Tuesday, February 14th, 2012

Picacho — A Brief History

Evangelisto Chavez

Evangelisto Chavez

Picacho was founded in 1855 by Juan (or Jose) Evangelisto Chaves, known as Evangelisto Chaves. Evangelisto, born May 8, 1827, had moved to Mesilla from Socorro, New Mexico some time before 1855. Evangelisto’s family history goes back to Pedro Gomez Duran Y Chaves*, who was born in Valverde de Llerena, Spain, and was one of the founding residents of Santa Fe in 1602. Evangelisto married Maria Petra de Jesus Trujillo in Socorro in 1851.

Picacho had long been a camping spot because it was located just south of a natural Rio Grande River crossing known as Apache or Indian Ford. It was also near one of the few places where it was possible to get wagons or coaches up the western slope of the Mesilla Valley. Even though the valley is not that steep, the west side consists of deep sand that provides a formidable barrier to horse-drawn conveyances.

Local tradition says that Evangelisto built the first house in Picacho. He established a large farm and a mercantile business and began employing many workers. He also started a ferry boat service at Apache Ford. Because he owned almost the entire town, it was sometimes called Chaves.

With Evangelisto’s financial acumen and the business provided by the Overland Mail Stage Stop established in 1858, the settlement grew fast. Just how fast can be seen in an 1859 Territorial vote:

Dona Ana, 240
Las Cruces, 100
Brazito, 19
La Mesa, 212
Santo Tomas, 69
Mesilla, 1101
Picacho, 136
Tucson, 267
Colorado City (Rodey), 100

These numbers are votes, i.e., United States male citizens, but they give an idea of the relative populations of the towns of southern New Mexico at this time (Arizona was part of New Mexico until February 24, 1863).

Picacho’s close proximity to the mountains made it vulnerable to Indian attacks, and there are accounts of raids in which livestock were taken and citizens lost their lives. Here is a typical account:

“On the morning of the 30th ult., five Apaches stole out of a corral at the village of Picacho, two hundred head of cattle. To show the audacity of these Indians, we will note that the stock was stolen within five miles of a camp of 650 soldiers.” (September 30, 1861)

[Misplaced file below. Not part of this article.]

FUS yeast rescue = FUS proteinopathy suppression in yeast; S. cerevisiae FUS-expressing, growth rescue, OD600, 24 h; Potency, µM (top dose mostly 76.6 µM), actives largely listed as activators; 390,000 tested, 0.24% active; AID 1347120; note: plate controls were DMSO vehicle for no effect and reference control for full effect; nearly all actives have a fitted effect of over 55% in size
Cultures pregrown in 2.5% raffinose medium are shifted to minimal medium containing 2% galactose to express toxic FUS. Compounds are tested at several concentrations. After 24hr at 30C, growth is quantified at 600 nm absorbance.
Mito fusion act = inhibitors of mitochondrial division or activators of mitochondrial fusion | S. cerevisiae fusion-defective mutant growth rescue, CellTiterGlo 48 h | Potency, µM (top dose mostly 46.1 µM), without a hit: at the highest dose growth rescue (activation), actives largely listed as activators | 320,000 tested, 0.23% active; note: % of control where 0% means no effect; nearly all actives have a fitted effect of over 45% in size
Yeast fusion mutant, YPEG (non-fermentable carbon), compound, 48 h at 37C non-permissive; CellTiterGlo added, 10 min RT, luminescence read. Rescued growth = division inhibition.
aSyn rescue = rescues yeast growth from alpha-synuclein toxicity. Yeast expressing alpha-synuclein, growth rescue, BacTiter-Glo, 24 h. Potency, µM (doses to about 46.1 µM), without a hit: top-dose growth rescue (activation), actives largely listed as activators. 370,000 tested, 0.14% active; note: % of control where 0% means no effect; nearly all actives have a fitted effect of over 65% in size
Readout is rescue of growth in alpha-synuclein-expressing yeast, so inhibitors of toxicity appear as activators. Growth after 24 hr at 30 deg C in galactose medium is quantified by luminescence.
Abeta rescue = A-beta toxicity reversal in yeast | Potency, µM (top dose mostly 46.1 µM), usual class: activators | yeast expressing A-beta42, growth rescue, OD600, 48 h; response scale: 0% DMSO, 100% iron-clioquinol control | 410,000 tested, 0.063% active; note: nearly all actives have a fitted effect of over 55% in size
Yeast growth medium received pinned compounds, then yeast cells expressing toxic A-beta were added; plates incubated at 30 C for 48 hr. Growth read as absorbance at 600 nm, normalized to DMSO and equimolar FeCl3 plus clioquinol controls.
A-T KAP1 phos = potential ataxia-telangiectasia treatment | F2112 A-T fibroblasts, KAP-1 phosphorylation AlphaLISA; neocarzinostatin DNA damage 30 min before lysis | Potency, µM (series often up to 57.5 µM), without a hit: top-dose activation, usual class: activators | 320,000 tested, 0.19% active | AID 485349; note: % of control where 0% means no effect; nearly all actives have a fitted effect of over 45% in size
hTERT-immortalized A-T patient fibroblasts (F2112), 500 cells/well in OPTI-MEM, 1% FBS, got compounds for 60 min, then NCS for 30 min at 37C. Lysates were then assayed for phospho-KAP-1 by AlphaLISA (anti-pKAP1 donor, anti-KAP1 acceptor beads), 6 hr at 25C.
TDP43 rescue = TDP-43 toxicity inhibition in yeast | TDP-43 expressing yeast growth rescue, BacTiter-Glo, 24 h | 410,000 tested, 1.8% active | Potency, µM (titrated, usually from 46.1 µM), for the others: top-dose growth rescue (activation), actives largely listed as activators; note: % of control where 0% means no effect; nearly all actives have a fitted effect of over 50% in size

During the Civil War, Picacho’s position as a transit point to Arizona led to its use for that purpose by both Confederate and Union troops.

With the arrival of the train at Las Cruces in 1881, Picacho along with Mesilla, La Mesa, Dona Ana, and Santo Tomas began a decline that led, by 1900, to almost insignificance.

Evangelisto, who is enumerated in the census of 1880 as living in Picacho, recognized Picacho’s dwindling importance and moved to Las Cruces in July, 1881, where he built a large house. In Las Cruces he had many business interests and served as Justice of the Peace, county treasurer, and school commissioner. He died unexpectedly on March 2, 1886.

*Although about 250 Spanish men and a few wives settled in Santa Fe following Don Juan de Oñate’s expedition there in 1598, by 1608 only about 50 remained, of which Pedro Gomez Duran Y Chaves was one. He was appointed Military Commander of New Mexico in 1627. His descendents spell the name both Chavas and Chavez.

See also:
Picacho Cemetery
Picacho Peak
Picacho — Forgotten Butterfield Stage Stop
Rough and Ready – Butterfield Stage Stop

Research by Dan Aranda; Photo of Evangelisto Chaves Copyright 2012 Dan Aranda; “Santa Fe Weekly Gazette,” January 8, 1859; “The Daily Dispatch,” November 5, 1861; “Rio Grande Republican,” March 6, 1886; Chavez, A Distinctive American Clan of New Mexico, by Fray Angelico Chavez.

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